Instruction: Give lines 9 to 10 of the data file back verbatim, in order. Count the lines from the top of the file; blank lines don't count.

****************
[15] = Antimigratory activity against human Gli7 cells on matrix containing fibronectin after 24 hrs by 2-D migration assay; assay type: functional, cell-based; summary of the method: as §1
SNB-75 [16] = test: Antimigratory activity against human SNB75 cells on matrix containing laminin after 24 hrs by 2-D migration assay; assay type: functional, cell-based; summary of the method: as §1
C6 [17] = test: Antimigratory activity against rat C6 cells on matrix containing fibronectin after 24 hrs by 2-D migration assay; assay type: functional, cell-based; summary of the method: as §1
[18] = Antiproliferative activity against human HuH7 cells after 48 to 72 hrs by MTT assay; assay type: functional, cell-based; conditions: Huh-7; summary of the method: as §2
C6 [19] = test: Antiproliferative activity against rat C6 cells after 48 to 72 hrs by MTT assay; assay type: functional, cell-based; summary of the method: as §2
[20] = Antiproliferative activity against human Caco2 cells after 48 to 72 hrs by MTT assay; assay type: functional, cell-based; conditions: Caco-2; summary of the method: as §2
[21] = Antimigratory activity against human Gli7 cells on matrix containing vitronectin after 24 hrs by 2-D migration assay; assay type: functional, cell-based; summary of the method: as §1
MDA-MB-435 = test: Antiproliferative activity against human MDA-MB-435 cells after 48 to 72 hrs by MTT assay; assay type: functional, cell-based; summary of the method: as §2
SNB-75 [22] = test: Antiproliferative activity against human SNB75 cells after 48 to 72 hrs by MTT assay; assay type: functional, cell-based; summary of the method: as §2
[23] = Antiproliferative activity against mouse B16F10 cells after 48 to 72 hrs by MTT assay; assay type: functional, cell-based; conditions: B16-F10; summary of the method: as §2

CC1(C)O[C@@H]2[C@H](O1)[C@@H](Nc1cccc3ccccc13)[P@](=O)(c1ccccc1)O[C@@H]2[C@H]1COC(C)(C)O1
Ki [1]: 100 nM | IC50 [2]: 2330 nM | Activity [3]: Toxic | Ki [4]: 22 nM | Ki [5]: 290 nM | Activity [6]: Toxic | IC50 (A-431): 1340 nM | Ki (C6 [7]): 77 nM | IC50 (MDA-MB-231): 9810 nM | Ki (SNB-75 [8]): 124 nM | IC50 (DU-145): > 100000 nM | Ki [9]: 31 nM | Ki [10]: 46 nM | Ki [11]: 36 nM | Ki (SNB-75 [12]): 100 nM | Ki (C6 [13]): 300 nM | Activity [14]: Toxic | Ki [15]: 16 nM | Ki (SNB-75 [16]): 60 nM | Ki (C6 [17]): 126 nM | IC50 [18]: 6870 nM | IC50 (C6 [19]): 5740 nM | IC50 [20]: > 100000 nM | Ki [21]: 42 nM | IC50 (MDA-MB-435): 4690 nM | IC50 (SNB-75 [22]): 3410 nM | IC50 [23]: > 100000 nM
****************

SNB-75 [22] = test: Antiproliferative activity against human SNB75 cells after 48 to 72 hrs by MTT assay; assay type: functional, cell-based; summary of the method: as §2
[23] = Antiproliferative activity against mouse B16F10 cells after 48 to 72 hrs by MTT assay; assay type: functional, cell-based; conditions: B16-F10; summary of the method: as §2